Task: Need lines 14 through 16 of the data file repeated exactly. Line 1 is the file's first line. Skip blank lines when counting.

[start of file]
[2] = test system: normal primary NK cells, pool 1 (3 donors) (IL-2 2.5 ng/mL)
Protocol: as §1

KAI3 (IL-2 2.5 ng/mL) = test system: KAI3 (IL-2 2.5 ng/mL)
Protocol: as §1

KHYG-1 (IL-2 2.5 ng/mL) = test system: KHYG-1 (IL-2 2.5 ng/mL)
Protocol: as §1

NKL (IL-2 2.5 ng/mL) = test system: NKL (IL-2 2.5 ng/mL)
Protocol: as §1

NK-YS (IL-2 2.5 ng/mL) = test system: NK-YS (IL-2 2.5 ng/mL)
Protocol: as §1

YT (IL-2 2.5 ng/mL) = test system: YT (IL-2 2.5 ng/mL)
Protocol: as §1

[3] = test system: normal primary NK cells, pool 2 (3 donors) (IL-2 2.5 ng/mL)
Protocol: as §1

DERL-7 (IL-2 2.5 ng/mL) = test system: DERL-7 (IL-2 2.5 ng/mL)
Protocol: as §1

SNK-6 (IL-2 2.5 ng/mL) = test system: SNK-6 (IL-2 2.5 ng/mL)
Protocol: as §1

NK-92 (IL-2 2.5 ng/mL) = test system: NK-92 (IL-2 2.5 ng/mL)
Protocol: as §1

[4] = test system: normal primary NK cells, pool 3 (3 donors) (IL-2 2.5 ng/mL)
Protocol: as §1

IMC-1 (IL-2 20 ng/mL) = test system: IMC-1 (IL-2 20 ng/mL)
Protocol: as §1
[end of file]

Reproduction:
Protocol: as §1

DERL-7 (IL-2 2.5 ng/mL) = test system: DERL-7 (IL-2 2.5 ng/mL)
Protocol: as §1